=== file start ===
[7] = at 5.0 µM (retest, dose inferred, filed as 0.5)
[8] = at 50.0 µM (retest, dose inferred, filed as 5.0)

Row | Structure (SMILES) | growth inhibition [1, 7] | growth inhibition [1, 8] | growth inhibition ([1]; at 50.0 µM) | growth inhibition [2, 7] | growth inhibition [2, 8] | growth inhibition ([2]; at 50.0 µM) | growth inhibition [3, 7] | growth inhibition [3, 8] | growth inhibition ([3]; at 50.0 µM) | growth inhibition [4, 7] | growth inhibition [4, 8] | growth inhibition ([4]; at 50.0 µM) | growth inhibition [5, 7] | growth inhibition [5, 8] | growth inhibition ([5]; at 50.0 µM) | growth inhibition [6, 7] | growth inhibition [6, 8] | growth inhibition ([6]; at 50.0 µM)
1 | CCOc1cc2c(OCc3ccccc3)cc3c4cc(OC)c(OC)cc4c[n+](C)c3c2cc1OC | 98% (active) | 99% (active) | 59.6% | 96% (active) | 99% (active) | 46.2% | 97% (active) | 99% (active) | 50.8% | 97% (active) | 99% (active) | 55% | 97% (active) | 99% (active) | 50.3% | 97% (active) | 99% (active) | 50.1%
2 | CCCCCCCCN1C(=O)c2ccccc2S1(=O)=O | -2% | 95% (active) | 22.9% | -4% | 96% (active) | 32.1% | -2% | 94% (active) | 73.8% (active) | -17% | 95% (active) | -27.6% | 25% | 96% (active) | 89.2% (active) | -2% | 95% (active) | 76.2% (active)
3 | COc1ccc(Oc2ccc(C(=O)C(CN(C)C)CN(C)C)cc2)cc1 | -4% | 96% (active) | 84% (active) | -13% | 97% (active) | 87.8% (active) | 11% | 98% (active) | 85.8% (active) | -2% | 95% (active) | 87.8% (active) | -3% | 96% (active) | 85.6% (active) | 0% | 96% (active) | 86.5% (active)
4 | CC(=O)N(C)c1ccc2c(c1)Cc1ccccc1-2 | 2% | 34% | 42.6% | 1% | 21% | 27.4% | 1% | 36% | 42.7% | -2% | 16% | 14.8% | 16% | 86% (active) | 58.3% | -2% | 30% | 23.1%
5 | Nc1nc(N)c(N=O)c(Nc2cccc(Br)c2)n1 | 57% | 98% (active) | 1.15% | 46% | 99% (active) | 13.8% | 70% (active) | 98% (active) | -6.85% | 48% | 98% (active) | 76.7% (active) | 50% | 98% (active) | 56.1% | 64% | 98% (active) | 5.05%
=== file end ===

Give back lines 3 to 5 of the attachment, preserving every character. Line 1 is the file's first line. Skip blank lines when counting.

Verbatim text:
Row | Structure (SMILES) | growth inhibition [1, 7] | growth inhibition [1, 8] | growth inhibition ([1]; at 50.0 µM) | growth inhibition [2, 7] | growth inhibition [2, 8] | growth inhibition ([2]; at 50.0 µM) | growth inhibition [3, 7] | growth inhibition [3, 8] | growth inhibition ([3]; at 50.0 µM) | growth inhibition [4, 7] | growth inhibition [4, 8] | growth inhibition ([4]; at 50.0 µM) | growth inhibition [5, 7] | growth inhibition [5, 8] | growth inhibition ([5]; at 50.0 µM) | growth inhibition [6, 7] | growth inhibition [6, 8] | growth inhibition ([6]; at 50.0 µM)
1 | CCOc1cc2c(OCc3ccccc3)cc3c4cc(OC)c(OC)cc4c[n+](C)c3c2cc1OC | 98% (active) | 99% (active) | 59.6% | 96% (active) | 99% (active) | 46.2% | 97% (active) | 99% (active) | 50.8% | 97% (active) | 99% (active) | 55% | 97% (active) | 99% (active) | 50.3% | 97% (active) | 99% (active) | 50.1%
2 | CCCCCCCCN1C(=O)c2ccccc2S1(=O)=O | -2% | 95% (active) | 22.9% | -4% | 96% (active) | 32.1% | -2% | 94% (active) | 73.8% (active) | -17% | 95% (active) | -27.6% | 25% | 96% (active) | 89.2% (active) | -2% | 95% (active) | 76.2% (active)